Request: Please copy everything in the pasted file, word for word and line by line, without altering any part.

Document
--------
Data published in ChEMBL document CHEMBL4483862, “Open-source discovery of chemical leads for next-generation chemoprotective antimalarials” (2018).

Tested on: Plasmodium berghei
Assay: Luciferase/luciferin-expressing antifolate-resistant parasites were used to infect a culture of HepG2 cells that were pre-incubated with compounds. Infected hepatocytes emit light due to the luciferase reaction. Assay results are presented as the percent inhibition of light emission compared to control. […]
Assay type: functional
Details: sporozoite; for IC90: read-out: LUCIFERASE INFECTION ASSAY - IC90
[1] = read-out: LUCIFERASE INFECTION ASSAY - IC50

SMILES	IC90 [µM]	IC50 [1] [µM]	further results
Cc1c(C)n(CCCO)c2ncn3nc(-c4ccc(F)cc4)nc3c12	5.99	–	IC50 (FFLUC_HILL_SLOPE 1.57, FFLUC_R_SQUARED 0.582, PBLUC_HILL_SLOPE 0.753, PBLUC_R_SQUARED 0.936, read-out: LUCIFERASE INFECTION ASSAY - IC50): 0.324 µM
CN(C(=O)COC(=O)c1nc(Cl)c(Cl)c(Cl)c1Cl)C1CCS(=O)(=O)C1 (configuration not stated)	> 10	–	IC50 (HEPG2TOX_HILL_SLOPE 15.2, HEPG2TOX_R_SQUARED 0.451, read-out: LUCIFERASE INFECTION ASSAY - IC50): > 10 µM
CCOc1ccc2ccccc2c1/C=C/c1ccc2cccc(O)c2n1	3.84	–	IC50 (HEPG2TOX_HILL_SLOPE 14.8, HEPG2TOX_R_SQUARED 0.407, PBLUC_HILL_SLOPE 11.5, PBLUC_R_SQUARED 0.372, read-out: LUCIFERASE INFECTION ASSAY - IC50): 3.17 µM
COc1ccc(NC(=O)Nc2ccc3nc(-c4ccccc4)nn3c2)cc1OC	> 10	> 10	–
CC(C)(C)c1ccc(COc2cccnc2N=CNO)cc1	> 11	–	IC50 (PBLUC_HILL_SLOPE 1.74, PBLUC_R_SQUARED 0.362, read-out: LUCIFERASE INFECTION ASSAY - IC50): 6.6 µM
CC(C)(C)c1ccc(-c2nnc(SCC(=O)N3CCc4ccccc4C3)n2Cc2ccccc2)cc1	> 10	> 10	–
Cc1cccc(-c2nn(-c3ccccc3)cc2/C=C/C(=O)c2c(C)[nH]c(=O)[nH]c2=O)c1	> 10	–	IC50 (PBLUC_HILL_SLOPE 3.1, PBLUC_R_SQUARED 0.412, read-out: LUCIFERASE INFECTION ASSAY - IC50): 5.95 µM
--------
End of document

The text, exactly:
Data published in ChEMBL document CHEMBL4483862, “Open-source discovery of chemical leads for next-generation chemoprotective antimalarials” (2018).

Tested on: Plasmodium berghei
Assay: Luciferase/luciferin-expressing antifolate-resistant parasites were used to infect a culture of HepG2 cells that were pre-incubated with compounds. Infected hepatocytes emit light due to the luciferase reaction. Assay results are presented as the percent inhibition of light emission compared to control. […]
Assay type: functional
Details: sporozoite; for IC90: read-out: LUCIFERASE INFECTION ASSAY - IC90
[1] = read-out: LUCIFERASE INFECTION ASSAY - IC50

SMILES	IC90 [µM]	IC50 [1] [µM]	further results
Cc1c(C)n(CCCO)c2ncn3nc(-c4ccc(F)cc4)nc3c12	5.99	–	IC50 (FFLUC_HILL_SLOPE 1.57, FFLUC_R_SQUARED 0.582, PBLUC_HILL_SLOPE 0.753, PBLUC_R_SQUARED 0.936, read-out: LUCIFERASE INFECTION ASSAY - IC50): 0.324 µM
CN(C(=O)COC(=O)c1nc(Cl)c(Cl)c(Cl)c1Cl)C1CCS(=O)(=O)C1 (configuration not stated)	> 10	–	IC50 (HEPG2TOX_HILL_SLOPE 15.2, HEPG2TOX_R_SQUARED 0.451, read-out: LUCIFERASE INFECTION ASSAY - IC50): > 10 µM
CCOc1ccc2ccccc2c1/C=C/c1ccc2cccc(O)c2n1	3.84	–	IC50 (HEPG2TOX_HILL_SLOPE 14.8, HEPG2TOX_R_SQUARED 0.407, PBLUC_HILL_SLOPE 11.5, PBLUC_R_SQUARED 0.372, read-out: LUCIFERASE INFECTION ASSAY - IC50): 3.17 µM
COc1ccc(NC(=O)Nc2ccc3nc(-c4ccccc4)nn3c2)cc1OC	> 10	> 10	–
CC(C)(C)c1ccc(COc2cccnc2N=CNO)cc1	> 11	–	IC50 (PBLUC_HILL_SLOPE 1.74, PBLUC_R_SQUARED 0.362, read-out: LUCIFERASE INFECTION ASSAY - IC50): 6.6 µM
CC(C)(C)c1ccc(-c2nnc(SCC(=O)N3CCc4ccccc4C3)n2Cc2ccccc2)cc1	> 10	> 10	–
Cc1cccc(-c2nn(-c3ccccc3)cc2/C=C/C(=O)c2c(C)[nH]c(=O)[nH]c2=O)c1	> 10	–	IC50 (PBLUC_HILL_SLOPE 3.1, PBLUC_R_SQUARED 0.412, read-out: LUCIFERASE INFECTION ASSAY - IC50): 5.95 µM